(The Center Square) – The impeachment trial of Attorney General Ken Paxton cost Texas taxpayers $4.3 million, according to records released by the House Business Office.
This is $1 million more than the proposed $3.3. million settlement reached earlier this year between the Office of the Attorney General and fired staffers who sued for wrongful termination. Their claims became the basis for the impeachment allegations levied against Paxton.
In September, after the Texas Senate rejected all 20 articles of impeachment exonerating Paxton, Lt. Gov. Dan Patrick issued a blistering rebuke of the House Managers. He also called for an audit of all state legislative impeachment-related expenses and sent an official request to the state auditor to issue a report.
The 228 pages of invoices released to the public were from the legal firms of Rusty Hardin, Dick DeGuerin, and Harriet O’Neill who were hired by the House Managers to prosecute Paxton.
In response, Paxton released a statement through his campaign, saying, “This is just the tip of the iceberg. Whether it’s the House costs, Senate costs, or the overall impeachment session costs, many millions were incurred on [House Speaker] Dade Phelan’s sham and needless impeachment. Further, Dade, [state Rep. Dustin] Burrows, and the liberal Republican House leaders have proved they excel at spending what some believe could be $25 million in taxpayer dollars for multiple special sessions that have resulted in the House FAILING to produce results.”
Lt. Gov. Dan Patrick released a statement saying he believed the House costs were “far higher when accounting for all expenses, including the billing of at least one lawyer the House hasn’t paid yet. The Senate spent roughly $435,000 including the printing of the trial record for an estimated $138,000.”
Patrick also said the Senate “immediately reported all spending [related to the impeachment process and trial] to the State Auditor, but the House has not cooperated with the audit. The House has still not turned in their spending to the State Auditor.” He also said the Senate “protected taxpayer money while Dade Phelan and the House spent like drunken sailors on shore leave.”
DeGuerin told the Dallas Morning News that the $500 rate the attorneys charged was far less than their normal rate. “Everything we did was justified, and I won’t retreat from that statement ever. We presented strong evidence that Paxton just surrendered the power of his office in a corrupt way,” he said.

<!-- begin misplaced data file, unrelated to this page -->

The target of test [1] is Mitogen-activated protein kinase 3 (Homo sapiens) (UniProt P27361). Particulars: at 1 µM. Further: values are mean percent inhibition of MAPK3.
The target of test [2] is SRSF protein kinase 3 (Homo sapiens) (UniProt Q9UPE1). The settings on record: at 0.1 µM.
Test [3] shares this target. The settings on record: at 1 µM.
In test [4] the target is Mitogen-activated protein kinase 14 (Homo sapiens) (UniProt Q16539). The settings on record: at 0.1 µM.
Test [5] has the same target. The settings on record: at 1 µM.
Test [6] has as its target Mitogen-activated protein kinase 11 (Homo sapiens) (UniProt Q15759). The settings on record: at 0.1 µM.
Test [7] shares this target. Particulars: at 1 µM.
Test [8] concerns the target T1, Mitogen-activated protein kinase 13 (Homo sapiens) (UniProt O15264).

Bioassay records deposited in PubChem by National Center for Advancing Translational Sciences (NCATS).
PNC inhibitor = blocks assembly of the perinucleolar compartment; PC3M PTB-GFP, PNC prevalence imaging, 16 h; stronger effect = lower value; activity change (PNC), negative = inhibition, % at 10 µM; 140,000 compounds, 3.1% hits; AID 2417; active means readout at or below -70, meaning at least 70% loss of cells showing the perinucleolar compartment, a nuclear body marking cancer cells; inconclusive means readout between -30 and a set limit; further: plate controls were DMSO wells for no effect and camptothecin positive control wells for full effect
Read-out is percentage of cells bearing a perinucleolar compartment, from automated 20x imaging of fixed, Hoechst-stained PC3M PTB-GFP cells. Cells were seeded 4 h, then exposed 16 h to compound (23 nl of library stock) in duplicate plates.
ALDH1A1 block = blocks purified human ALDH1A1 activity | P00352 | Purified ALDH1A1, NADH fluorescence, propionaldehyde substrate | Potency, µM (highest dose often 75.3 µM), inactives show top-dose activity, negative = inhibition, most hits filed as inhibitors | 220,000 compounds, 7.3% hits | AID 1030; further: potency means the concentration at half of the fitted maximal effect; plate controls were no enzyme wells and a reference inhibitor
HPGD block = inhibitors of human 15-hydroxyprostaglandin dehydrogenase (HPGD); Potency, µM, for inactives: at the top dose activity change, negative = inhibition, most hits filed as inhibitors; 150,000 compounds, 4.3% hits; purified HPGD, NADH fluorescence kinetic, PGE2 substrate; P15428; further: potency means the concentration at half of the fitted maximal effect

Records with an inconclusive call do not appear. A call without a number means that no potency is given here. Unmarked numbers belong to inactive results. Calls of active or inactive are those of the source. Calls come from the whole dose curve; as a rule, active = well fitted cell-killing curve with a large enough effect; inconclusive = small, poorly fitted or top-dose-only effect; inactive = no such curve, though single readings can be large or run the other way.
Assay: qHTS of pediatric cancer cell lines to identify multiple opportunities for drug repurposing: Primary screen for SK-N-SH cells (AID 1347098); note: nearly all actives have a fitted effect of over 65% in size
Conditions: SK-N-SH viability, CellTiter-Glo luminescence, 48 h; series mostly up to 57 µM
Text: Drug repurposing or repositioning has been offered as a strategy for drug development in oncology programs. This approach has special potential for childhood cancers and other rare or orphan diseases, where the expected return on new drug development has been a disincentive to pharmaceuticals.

Hardin also said, “The amount of our fees are a drop in the bucket compared to the loss of money and integrity caused by the misconduct of Paxton. The jury verdict the whistleblowers will ultimately recover in their lawsuits will far exceed any money the House spent on the impeachment effort.”
Phelan also issued a statement, saying the trial was necessary because Paxton “refused to testify before multiple House committees to justify his request of the Texas Legislature to settle a wrongful termination lawsuit brought against him by whistleblowers in his inner circle, the Texas House General Investigating Committee initiated its investigation into the merits of the whistleblower’s claims. The investigation, impeachment, and trial … shed a clear, unflinching light on who Paxton is and the lengths to which he will go to stay in power.”
Rep. Andrew Murr, R-Junction, also issued a statement, saying, “The historic impeachment trial was an investment in upholding the integrity and trust in our elected officials.” Murr, who chaired the GIC and House Board of Managers and brought the impeachment charges, recently announced he’s not running for reelection.
“This was not merely a legal proceeding; it was a reaffirmation of our commitment to transparency and accountability in governance,” he said.
Murr and the GIC argued the primary reason they began investigating Paxton and eventually presented 20 articles of impeachment was that the OAG brought the $3.3 million settlement to the House to consider. The House rejected it, saying it wasted taxpayer money.
The Center Square first reported that the OAG bringing the settlement to the legislature was in accordance with state statute. The General Appropriations Act, Article IX, Section 16.04, which governs the state settlement process, stipulates that all settlements over $250,000 must be appropriated by the legislature.
Phone calls and emails from The Center Square to the GIC and Murr’s office went unanswered before, during and after the trial. None have not explained how the OAG misappropriated funds it didn’t have since the legislature never allocated it.
In contrast to these costs to taxpayers, Paxton’s litigation recoveries from 2015-2020 ranged from $124 million to $277 million, The Center Square previously reported.
Syndicated with permission from The Center Square.